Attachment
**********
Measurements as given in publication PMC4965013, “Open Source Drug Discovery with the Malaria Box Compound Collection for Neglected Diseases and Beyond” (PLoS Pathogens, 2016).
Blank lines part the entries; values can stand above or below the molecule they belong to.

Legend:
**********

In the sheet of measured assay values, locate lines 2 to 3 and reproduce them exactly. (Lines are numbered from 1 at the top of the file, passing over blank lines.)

Blank lines part the entries; values can stand above or below the molecule they belong to.

Legend: